Military Bios
Contact

Major General Walter B. Putnam:

Military Branch:United States Airforce
Retired Nov. 2, 1969.  
Major General B. Putnam is the commander of Civil Air Patrol-U.S. Air Force and also is National Commander of Civil Air: Patrol, an auxiliary of the U.S. Air Force.
General Putnam was born in Fort Smith, Ark., in 1916. He was in his third year of prelaw school at Oklahoma State College, Stillwater, Okla., when he began his military career in 1937 by entering flying training in the U.S. Army Air Corps. He received his pilot wings at Kelly Field, Texas, in June 1938. He then was assigned as engineering officer and adjutant of the 20th Fighter-Bomber Group at Barksdale Field, Fla. In 1939 he became operations officer of the 35th Fighter-Bomber Group at Moffett Field Calif.
Late in 1940, following appointment in the Regular Army, he left for the Philippine Islands where he commanded Headquarters Squadron of the 24th Pursuit Group. He was transferred to the southernmost Philippine Island, Mindanao, and commanded the last fighter squadron in the Philippines at Maramog until two weeks after Corregidor fell. In the nine months which followed the attack on Pearl Harbor, he flew more than 200 combat missions, in P-39 and P-40 aircraft, and earned the sobriquet, "The One Man Air Force of Bataan." He next was assigned to the 35th Fighter Group, Port Moresby, New Guinea.
In 1942 he was transferred to Orlando, Fla., where he commanded a wing at the Army Air Corps School of Applied Tactics. In August 1945 General Putnam was assigned to Yale University for graduate work in Asiatic Studies; and in January 1946 he was assigned as the civil censorship officer, Headquarters Supreme Allied Command, Tokyo, Japan, under General MacArthur. He served in this position for two years and was responsible for the control of communications media in Japan and Korea.
In June 1949 he graduated from the Air War College, Maxwell Air Force Base, Ala. He next went to Washington, D.C., and was assigned to the Directorate of Plans, Headquarters U.S. Air Force, and in 1950 was assigned to the Office of the Joint Chiefs of Staff.
General Putnam went to Eglin Air Force Base, Fla., in late 1952, as deputy chief of staff for operations of the Air Proving Ground Command and in January 1954 became commander of the Air Force Operational Test Center there. In June 1956 he graduated from the National War College, Washington, D.C.
He went to Germany to command the 36th Tactical Fighter Wing, Bitburg Air Base, the first wing in Europe to be equipped with supersonic aircraft. In addition, he was the U.S. military representative for Luxembourg.
In July 1960 General Putnam returned to Washington, D.C., and was assigned Deputy Director of Personnel Planning, Deputy Chief of Staff, Personnel, Headquarters U.S. Air Force. In July 1962 he went to South Vietnam where he served until December as assistant chief of staff for Planning with the Military Assistance Command.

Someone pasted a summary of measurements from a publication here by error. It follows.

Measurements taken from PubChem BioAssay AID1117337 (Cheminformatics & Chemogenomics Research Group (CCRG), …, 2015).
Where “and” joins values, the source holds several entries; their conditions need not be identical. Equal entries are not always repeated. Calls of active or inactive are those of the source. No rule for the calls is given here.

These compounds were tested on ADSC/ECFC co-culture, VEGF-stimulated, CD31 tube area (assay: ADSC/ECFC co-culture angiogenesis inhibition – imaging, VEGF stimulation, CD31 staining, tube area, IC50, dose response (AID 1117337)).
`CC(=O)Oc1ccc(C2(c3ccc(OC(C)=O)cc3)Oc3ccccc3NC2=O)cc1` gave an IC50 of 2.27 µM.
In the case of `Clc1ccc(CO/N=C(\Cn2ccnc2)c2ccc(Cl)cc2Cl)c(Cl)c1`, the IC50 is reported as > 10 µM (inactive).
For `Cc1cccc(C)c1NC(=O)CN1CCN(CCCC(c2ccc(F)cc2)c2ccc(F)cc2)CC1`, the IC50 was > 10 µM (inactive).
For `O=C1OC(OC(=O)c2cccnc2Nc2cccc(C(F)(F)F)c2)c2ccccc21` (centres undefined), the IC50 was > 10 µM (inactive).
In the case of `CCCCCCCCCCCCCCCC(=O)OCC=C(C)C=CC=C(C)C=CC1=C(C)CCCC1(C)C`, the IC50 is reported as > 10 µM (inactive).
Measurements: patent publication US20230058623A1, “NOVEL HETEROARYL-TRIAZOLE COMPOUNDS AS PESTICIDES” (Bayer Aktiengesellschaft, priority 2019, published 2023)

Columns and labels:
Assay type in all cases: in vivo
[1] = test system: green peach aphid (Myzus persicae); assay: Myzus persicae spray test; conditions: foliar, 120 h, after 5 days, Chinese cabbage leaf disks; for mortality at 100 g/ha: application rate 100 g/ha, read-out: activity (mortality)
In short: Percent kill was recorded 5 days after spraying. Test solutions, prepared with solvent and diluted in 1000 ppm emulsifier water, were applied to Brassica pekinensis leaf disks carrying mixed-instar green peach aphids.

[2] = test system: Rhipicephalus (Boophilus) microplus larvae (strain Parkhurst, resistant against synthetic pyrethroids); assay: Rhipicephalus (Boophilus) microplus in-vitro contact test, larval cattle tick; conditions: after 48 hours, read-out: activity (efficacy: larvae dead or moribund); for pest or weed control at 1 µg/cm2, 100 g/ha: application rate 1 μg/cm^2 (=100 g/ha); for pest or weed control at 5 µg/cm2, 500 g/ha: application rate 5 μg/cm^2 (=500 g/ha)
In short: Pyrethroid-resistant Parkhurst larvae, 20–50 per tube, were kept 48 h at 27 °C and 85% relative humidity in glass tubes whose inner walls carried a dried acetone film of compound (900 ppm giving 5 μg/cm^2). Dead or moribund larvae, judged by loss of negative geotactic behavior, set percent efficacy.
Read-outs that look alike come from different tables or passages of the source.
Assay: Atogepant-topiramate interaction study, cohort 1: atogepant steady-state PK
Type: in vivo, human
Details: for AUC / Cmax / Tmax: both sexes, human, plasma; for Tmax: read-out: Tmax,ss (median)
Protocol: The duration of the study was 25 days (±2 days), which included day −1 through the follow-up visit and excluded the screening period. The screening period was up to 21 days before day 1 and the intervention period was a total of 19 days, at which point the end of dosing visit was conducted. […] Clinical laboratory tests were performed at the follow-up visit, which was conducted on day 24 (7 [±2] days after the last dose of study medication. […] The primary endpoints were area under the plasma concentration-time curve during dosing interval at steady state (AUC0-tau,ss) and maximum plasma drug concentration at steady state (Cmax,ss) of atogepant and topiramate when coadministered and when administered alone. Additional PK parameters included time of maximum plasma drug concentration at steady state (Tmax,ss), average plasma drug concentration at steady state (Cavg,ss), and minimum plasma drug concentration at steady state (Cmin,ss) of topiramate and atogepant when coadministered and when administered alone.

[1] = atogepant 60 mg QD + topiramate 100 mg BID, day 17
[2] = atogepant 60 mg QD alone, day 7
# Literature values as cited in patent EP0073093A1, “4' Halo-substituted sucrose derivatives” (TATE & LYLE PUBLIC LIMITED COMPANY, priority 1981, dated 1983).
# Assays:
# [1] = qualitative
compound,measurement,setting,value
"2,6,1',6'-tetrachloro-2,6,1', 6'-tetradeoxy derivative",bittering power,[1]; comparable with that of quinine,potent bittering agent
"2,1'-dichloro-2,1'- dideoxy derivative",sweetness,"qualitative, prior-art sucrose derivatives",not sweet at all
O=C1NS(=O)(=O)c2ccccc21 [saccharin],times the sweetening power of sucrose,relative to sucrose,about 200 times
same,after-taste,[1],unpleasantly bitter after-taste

Upon return to the United States, he was assigned to Headquarters Tactical Air Command, Langley Air Force Base, Va., where he held positions as deputy for personnel and then deputy for plans. In August 1965 he became commander of the U.S. Air Force Tactical Air Warfare Center, Eglin Air Force Base, Fla.
In November 1966 General Putnam assumed duties as commander, Southern North American Air Defense Command/Continental Air Defense Command Region and the Fourteenth Air Force with headquarters at Gunter Air Force Base, Ala. He retired effective Sept. 1, 1968, and was voluntarily ordered to active duty, effective November 1968, to serve as commander, Civil Air Patrol U.S. Air Force. He also is national commander of Civil Air Patrol.
He has flown many of the U.S Air Force aircraft starting with the Curtiss P-6 and frequently has flown test missions in the F-4C now being used in Vietnam.
He holds a bachelor of science degree in military science from the University of Maryland, and a master's degree in political science from The George Washington University.
His military decorations include the Distinguished Service Cross, Distinguished Service Medal, Silver Star, Legion of Merit, Army Commendation Medal, Distinguished Unit Citation Emblem with three oak leaf clusters, Air Force Outstanding Unit Award Ribbon, American Defense Service Medal with service star, American Campaign Medal, Asiatic-Pacific Campaign Medal, World War II Victory Medal, Army of Occupation Medal (Japan), National Defense Service Medal with service star, Armed Forces Expeditionary Medal, Air Force Longevity Service Award Ribbon with six oak leaf clusters, Philippine Defense Service Ribbon, Philippine Presidential Unit Citation Ribbon

 

Copyright 2005 - Military Bios